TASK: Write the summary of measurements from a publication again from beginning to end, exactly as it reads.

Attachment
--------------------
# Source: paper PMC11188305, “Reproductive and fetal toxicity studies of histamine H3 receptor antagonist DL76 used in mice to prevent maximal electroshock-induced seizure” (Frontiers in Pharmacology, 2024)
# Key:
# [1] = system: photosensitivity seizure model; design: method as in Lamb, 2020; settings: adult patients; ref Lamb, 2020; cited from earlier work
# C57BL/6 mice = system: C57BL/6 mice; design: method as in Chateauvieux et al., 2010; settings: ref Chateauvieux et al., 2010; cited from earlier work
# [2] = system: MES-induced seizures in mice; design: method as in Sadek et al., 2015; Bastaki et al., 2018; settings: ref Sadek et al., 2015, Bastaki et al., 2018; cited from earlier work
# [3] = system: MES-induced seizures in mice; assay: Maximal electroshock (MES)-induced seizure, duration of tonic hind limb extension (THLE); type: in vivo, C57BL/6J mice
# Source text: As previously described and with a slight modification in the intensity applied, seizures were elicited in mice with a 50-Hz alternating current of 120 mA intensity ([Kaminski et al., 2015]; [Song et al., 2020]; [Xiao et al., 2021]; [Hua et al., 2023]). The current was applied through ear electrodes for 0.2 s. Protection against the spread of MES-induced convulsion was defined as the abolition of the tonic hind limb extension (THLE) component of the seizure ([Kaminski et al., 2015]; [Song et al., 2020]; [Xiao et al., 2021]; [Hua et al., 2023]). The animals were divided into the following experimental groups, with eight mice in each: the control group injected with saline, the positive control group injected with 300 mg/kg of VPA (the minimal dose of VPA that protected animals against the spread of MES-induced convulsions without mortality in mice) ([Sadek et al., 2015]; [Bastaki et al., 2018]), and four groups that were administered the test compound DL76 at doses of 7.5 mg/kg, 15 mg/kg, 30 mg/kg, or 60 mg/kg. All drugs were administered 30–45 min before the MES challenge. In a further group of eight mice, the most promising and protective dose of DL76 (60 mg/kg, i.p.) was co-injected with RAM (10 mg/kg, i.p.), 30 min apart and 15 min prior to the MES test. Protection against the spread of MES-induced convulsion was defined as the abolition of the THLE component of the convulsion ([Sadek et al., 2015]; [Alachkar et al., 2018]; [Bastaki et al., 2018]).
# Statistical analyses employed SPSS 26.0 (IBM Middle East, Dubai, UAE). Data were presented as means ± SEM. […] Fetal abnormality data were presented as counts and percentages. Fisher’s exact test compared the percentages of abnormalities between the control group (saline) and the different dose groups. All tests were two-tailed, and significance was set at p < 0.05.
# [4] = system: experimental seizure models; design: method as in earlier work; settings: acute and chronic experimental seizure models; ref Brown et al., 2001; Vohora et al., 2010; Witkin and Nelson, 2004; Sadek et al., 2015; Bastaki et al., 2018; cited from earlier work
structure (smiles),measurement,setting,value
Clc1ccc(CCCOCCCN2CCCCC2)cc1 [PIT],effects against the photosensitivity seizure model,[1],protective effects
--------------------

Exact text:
# Source: paper PMC11188305, “Reproductive and fetal toxicity studies of histamine H3 receptor antagonist DL76 used in mice to prevent maximal electroshock-induced seizure” (Frontiers in Pharmacology, 2024)
# Key:
# [1] = system: photosensitivity seizure model; design: method as in Lamb, 2020; settings: adult patients; ref Lamb, 2020; cited from earlier work
# C57BL/6 mice = system: C57BL/6 mice; design: method as in Chateauvieux et al., 2010; settings: ref Chateauvieux et al., 2010; cited from earlier work
# [2] = system: MES-induced seizures in mice; design: method as in Sadek et al., 2015; Bastaki et al., 2018; settings: ref Sadek et al., 2015, Bastaki et al., 2018; cited from earlier work
# [3] = system: MES-induced seizures in mice; assay: Maximal electroshock (MES)-induced seizure, duration of tonic hind limb extension (THLE); type: in vivo, C57BL/6J mice
# Source text: As previously described and with a slight modification in the intensity applied, seizures were elicited in mice with a 50-Hz alternating current of 120 mA intensity ([Kaminski et al., 2015]; [Song et al., 2020]; [Xiao et al., 2021]; [Hua et al., 2023]). The current was applied through ear electrodes for 0.2 s. Protection against the spread of MES-induced convulsion was defined as the abolition of the tonic hind limb extension (THLE) component of the seizure ([Kaminski et al., 2015]; [Song et al., 2020]; [Xiao et al., 2021]; [Hua et al., 2023]). The animals were divided into the following experimental groups, with eight mice in each: the control group injected with saline, the positive control group injected with 300 mg/kg of VPA (the minimal dose of VPA that protected animals against the spread of MES-induced convulsions without mortality in mice) ([Sadek et al., 2015]; [Bastaki et al., 2018]), and four groups that were administered the test compound DL76 at doses of 7.5 mg/kg, 15 mg/kg, 30 mg/kg, or 60 mg/kg. All drugs were administered 30–45 min before the MES challenge. In a further group of eight mice, the most promising and protective dose of DL76 (60 mg/kg, i.p.) was co-injected with RAM (10 mg/kg, i.p.), 30 min apart and 15 min prior to the MES test. Protection against the spread of MES-induced convulsion was defined as the abolition of the THLE component of the convulsion ([Sadek et al., 2015]; [Alachkar et al., 2018]; [Bastaki et al., 2018]).
# Statistical analyses employed SPSS 26.0 (IBM Middle East, Dubai, UAE). Data were presented as means ± SEM. […] Fetal abnormality data were presented as counts and percentages. Fisher’s exact test compared the percentages of abnormalities between the control group (saline) and the different dose groups. All tests were two-tailed, and significance was set at p < 0.05.
# [4] = system: experimental seizure models; design: method as in earlier work; settings: acute and chronic experimental seizure models; ref Brown et al., 2001; Vohora et al., 2010; Witkin and Nelson, 2004; Sadek et al., 2015; Bastaki et al., 2018; cited from earlier work
structure (smiles),measurement,setting,value
Clc1ccc(CCCOCCCN2CCCCC2)cc1 [PIT],effects against the photosensitivity seizure model,[1],protective effects